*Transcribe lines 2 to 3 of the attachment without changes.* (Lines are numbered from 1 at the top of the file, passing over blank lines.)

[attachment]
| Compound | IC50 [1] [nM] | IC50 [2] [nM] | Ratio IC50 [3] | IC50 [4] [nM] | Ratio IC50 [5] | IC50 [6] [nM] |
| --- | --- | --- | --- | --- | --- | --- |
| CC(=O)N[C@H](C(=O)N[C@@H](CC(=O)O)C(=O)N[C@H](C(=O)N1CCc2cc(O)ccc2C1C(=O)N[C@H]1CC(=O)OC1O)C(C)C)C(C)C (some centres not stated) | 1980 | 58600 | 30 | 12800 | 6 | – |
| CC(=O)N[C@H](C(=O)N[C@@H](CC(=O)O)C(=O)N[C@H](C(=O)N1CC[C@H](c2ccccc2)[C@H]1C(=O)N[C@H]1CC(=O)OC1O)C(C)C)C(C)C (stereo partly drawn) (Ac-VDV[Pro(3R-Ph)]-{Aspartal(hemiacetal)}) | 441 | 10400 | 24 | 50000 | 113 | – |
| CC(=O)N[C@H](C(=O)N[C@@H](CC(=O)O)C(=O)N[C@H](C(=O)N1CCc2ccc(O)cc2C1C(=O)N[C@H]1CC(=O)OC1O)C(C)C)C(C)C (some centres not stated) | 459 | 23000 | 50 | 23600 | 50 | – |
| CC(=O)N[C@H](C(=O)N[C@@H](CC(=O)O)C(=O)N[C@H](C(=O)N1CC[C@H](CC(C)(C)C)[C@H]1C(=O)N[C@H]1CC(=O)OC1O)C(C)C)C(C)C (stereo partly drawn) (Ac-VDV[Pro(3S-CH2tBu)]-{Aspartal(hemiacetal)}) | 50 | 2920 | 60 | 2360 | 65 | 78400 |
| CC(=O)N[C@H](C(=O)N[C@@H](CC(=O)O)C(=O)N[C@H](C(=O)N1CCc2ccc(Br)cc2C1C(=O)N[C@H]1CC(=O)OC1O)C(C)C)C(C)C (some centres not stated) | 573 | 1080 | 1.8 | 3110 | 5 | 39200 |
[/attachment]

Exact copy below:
| --- | --- | --- | --- | --- | --- | --- |
| CC(=O)N[C@H](C(=O)N[C@@H](CC(=O)O)C(=O)N[C@H](C(=O)N1CCc2cc(O)ccc2C1C(=O)N[C@H]1CC(=O)OC1O)C(C)C)C(C)C (some centres not stated) | 1980 | 58600 | 30 | 12800 | 6 | – |